What Obama Means

A cultural survey of the history of race relations in the U.S.

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If there were a Pulitzer Prize for name dropping, Jamari Asim’s short new work of cultural commentary, What Obama Means ... For Our Culture, Our Politics, Our Future, would win it. I mean that as a compliment. “What Obama Means” is loaded with a cast of characters that stretches from Thomas Jefferson to Malcolm X and beyond, all part of Asim’s attempt to understand the societal transformation that led to the election of America’s first African-American president.

Asim, who is editor in chief of The Crisis, the magazine of the NAACP, and author of the 2007 book “The N Word: Who Can Say It, Who Shouldn’t, and Why,” takes a sweeping look at American cultural history, examining the troubled history of race relations in this country and studying some of the iconic figures who, in one fashion or another, had a part in paving the way for an Obama presidency.

For instance: For years, movies with black stars like Sidney Poitier were popular and respected by whites. Often, however, the characters that these actors played were of a type that  became known as “magic Negroes.”

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Asim writes, “Usually such characters exist solely to assist a white protagonist in the pursuit of a goal (true love, say, or career success, or mastery of a sport).” Some such characters even gave their lives for their white co-stars.

Fictions like these had their roots even deeper in America’s past, in such characters as Uncle Tom in “Uncle Tom’s Cabin” and Jim in “Huck Finn.”

More recently, there is the case of Dennis Haysbert. On the program “24,” he played a senator who became president of the United States. “He spent much of his campaign and his tenure with a target on his back [and] was assassinated,” Asim writes. A white politician became president in his place.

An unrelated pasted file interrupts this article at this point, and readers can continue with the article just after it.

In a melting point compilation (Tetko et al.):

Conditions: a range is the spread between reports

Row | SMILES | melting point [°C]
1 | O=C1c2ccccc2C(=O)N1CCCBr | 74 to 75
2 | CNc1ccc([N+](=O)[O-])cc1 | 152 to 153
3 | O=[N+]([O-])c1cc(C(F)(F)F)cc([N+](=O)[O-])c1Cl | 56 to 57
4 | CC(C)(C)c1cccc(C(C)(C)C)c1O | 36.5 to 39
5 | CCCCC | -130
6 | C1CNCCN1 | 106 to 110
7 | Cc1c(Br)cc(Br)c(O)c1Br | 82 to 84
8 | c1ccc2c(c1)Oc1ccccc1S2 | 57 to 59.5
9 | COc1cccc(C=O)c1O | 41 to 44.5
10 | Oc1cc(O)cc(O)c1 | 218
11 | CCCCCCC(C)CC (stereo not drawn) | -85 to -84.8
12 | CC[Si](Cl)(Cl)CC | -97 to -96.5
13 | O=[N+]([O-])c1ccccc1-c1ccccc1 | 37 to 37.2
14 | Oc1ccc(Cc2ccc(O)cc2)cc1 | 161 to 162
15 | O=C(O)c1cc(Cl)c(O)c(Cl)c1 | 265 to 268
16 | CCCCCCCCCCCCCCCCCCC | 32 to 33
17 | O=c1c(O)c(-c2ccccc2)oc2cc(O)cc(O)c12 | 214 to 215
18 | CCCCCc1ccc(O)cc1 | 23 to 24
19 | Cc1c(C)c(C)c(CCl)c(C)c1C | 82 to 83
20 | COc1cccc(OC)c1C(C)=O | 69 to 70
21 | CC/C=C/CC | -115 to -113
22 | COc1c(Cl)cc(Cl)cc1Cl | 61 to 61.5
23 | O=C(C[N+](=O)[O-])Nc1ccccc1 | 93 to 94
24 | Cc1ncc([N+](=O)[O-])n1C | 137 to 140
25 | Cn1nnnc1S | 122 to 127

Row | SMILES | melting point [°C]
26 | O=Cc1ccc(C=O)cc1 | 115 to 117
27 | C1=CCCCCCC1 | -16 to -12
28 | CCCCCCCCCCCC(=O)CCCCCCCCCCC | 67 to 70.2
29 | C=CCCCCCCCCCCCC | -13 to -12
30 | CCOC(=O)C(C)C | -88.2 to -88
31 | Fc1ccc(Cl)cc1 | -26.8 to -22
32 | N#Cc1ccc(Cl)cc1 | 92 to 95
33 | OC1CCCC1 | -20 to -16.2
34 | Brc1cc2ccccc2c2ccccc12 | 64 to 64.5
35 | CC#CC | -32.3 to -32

Such fictional plots reflect real-life concerns. Many black and white Americans are fearful of a black president becoming a target. With good reason. Seven 20th-century presidents  have been shot at and two were killed. The Southern Poverty Law Center, which monitors hate messaging, found that it has increased since Election Day 2008.

In 1996, there was a movement to nominate Colin Powell for the presidency. General Powell could perhaps have been then what Barack Obama is today. But Powell’s wife, Alma, said in an interview that she got hate mail, and she believed, “A black man running for president is going to be in a dangerous  position.” Powell didn’t run.

In the mainstream US press, however, Obama had far more supporters than detractors. He was idolized. The Los Angeles Times and the Chicago Tribune both endorsed him. It was a surprise.

“After all,” writes Asim, “the Tribune had never given its blessing to a Democratic candidate. Ever. For 161 years. The Los Angeles Times hadn’t endorsed any candidate for president since 1972.”

Television journalist Chris Matthews made no secret of his own astonishment.  “I’ve been following politics since I was about 5. I’ve never seen anything like this. This is bigger than Kennedy. This is the New Testament,” he enthused.

Some black politicians were less than positive about Obama’s campaign, Asim notes. Andrew Young, the former right hand to the Rev. Martin Luther Jr. and later mayor of Atlanta, said last year that Obama should wait until 2016.

Jesse Jackson Sr. was especially anti-Obama. Last year he was caught on live microphone  using the “n” word and expressing “a desire to manually castrate [Obama].”

(Jackson’s son, Rep. Jesse Jackson Jr., spoke for his and Obama’s generation: “I’m deeply outraged and disappointed in Reverend Jackson’s reckless statements about Senator Barack Obama.”)

Both Young and Mr. Jackson Sr. most likely voted for Senator Obama. Sen. John McCain got only 4 percent of the black voters, according to exit polling. Senator Obama got 95 percent. No Democratic presidential nominee ever previously received that large a percentage of the black vote.

As for the white vote, Obama received 44 percent (compared with 41 percent for John Kerry in 2004.)

Asim ends his survey of the past and future of race relations with words that are cautious yet joyful: “While this extraordinary, unforgettable time may not be the end of striving, it is, as the very least, a beginning of an unparalleled promise.”

Theo Lippman Jr. wrote about civil rights as a staff member of the Atlanta Constitution and the  Baltimore Sun for 40 years.

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